Heralded assistant becomes program’s second-ever head coach
FORT MYERS, Fla. – Director of Athletics Ken Kavanagh announced the hiring of Florida State assistant coach Andy Enfield as the second-ever Florida Gulf Coast men’s basketball head coach on Wednesday afternoon during an official press conference held in the Alico Arena hospitality suite.
“It is with great pleasure that we welcome Andy, Amanda, and the rest of the Enfield family into FGCU, Southwest Florida, and our Eagles’ athletics family,” said Kavanagh. “A quality individual, Andy is a proven winner and brings to FGCU a tremendous wealth of experience and coaching success, on the both the collegiate and professional ranks.
“In particular, he possesses a background of demonstrated commitment to excellence both on the court and in the classroom. In turn, we look forward to him providing energized daily leadership to our student-athletes, quickly getting engaged with our growing fan base and rapidly putting us in pursuit of the upper echelon of the Atlantic Sun Conference and beyond.”
Enfield, who helped lead FSU to the last three NCAA Tournaments, including the Sweet 16 last week, will lead FGCU into its 10th season in program history and its first postseason eligible campaign.
Enfield joined head coach Leonard Hamilton’s staff at Florida State in 2006. The Seminoles appearances in the last three NCAA Tournaments were the program’s first since 1998, as they accumulated 31 wins in ACC action over that span – second-most behind Duke – and advanced to the program’s first-ever ACC championship game in 2009. With three straight 20-win seasons to its credit, FSU advanced to the 2011 Sweet 16 in the Southwest Region by defeating No. 10 Texas A&M and No. 2 Notre Dame in Chicago.
Recruiting and player development were chief among Enfield’s responsibilities at FSU where its current roster boasts 11 top 100 recruits and a pair of McDonald’s All-Americans. In 2009, Basketball Times named Enfield the nation’s “Most Visible Assistant Coach” for the summer recruiting period, while ESPN The Magazine donned him one of “Five Super Assistant Coaches in College Basketball” during the 2008-09 campaign. Enfield’s prowess on the recruiting trails helped the Seminoles produce three straight top 25 classes, highlighted by the 2008 group that ranked in the top 10.
A former NBA assistant with the Boston Celtics and Milwaukee Bucks, Enfield’s influence helped FSU develop five NBA draft picks over the last five seasons. Al Thornton (2007) and Toney Douglas (2009) were both selected in the first round and earned All-American status over a three-year span.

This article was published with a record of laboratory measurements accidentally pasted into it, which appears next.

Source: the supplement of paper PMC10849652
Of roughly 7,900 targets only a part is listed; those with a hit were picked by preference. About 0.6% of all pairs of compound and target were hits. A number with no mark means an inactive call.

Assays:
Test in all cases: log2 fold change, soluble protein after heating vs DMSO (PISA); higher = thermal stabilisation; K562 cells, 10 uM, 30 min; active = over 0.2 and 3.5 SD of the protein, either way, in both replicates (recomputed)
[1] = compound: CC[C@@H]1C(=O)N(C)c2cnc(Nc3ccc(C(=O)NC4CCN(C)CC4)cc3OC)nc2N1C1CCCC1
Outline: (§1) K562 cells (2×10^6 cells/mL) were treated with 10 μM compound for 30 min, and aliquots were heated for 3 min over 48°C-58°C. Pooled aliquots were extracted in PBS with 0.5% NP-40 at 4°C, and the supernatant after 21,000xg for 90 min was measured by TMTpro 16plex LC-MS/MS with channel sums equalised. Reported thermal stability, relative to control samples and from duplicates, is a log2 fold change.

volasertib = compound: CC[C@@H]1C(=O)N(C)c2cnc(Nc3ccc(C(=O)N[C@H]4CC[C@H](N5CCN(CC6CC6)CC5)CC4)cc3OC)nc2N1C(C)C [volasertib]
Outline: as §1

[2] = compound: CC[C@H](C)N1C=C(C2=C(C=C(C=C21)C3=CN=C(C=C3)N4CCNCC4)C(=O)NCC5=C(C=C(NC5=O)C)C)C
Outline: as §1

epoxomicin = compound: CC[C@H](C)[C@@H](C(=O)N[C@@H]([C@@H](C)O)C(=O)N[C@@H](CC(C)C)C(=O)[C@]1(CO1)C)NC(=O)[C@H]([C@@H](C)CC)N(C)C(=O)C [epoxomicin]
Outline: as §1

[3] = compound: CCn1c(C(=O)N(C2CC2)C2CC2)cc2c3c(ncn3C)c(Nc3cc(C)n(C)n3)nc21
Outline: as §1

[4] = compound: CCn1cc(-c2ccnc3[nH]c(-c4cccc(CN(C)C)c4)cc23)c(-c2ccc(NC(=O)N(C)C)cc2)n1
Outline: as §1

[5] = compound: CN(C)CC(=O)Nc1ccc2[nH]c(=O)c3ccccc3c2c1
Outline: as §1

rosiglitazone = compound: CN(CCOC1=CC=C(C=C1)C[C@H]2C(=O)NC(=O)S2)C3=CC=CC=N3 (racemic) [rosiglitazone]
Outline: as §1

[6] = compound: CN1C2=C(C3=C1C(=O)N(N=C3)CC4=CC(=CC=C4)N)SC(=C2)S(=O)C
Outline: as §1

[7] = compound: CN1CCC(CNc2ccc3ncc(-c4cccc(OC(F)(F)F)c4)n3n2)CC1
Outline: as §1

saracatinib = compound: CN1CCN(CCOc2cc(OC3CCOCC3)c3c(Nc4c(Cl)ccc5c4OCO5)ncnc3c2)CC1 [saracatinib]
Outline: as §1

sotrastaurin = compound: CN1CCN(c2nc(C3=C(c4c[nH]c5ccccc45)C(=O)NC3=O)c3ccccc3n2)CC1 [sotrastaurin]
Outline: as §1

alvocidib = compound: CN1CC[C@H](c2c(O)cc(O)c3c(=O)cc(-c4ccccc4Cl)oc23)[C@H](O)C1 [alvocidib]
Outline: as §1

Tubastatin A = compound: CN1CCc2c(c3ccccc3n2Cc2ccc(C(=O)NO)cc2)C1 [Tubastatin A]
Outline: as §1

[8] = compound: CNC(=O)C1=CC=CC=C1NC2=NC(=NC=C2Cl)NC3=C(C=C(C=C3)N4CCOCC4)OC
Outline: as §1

A key ingredient to FSU’s success was its ability to play defense, as the Seminoles are vying to become the first team since the 1990-92 Georgetown clubs to lead the nation in defensive field goal percentage two straight seasons. This year, the Seminoles limited their 34 opponents to 36 percent shooting from the field to lead the ACC for the second year in a row. Led by 2010 ACC Defensive Player of the Year and projected NBA first round draft pick Chris Singleton, the Seminoles finished as the national leader with a 37.7 defensive clip two years ago.
Prior to his five years in Tallahassee, Enfield began his coaching career in the NBA from 1994-1996 where he served as the shooting coach for the Milwaukee Bucks and head coach Mike Dunleavy. While in Milwaukee, Enfield worked with four-time NBA All-Star Vin Baker and No. 1 overall pick Glenn Robinson who finished third in the 1995 Rookie of the Year voting behind Jason Kidd and Grant Hill.
Enfield continued his NBA career by earning an assistant coach position under head coach Rick Pitino with the Boston Celtics from 1998-2000. Enfield worked closely with then-rookie Paul Pierce who went on to win the 2008 NBA Finals MVP award. With the Celtics, Enfield increased his duties on the bench to also developing game plans and scouting reports, assisting in practice strategies and offensive player development. Known for his shooting expertise, Enfield helped the Celtics shoot 74.5 percent from the free throw line in 1999-2000 for the biggest improvement in the league.
After his four seasons as a coach in the NBA, Enfield became a player development consultant for several NBA teams, while starting his own company called “All Net Basketball” which focuses on shooting form. Over his time as a consultant and shooting instructor, Enfield worked with more than 100 NBA players.
During his collegiate playing career at Johns Hopkins University, Enfield set the all-time NCAA career free-throw percentage record with a mark of 92.5 percent (431-466). Enfield still holds nine career records at Johns Hopkins and was inducted into the school's Athletic Hall of Fame in 2001. His 2,025 career points are nearly 500 more than any other player has scored for the Blue Jays. Enfield led his team in scoring during all four seasons and also holds the two highest single-season point totals in school history, with 606 points in 1990 and 610 points in 1991.
As good as he was on the court, he was just as sharp in the classroom, as the economics major earned GTE Academic All-America first team honors as a senior and second team honors as a junior. He was the first basketball player at Johns Hopkins to earn an NCAA Postgraduate Scholarship and was named the NABC Scholar-Athlete of the Year in 1991.
Enfield and his wife Amanda, have two daughters: Aila (4) and Lily (3).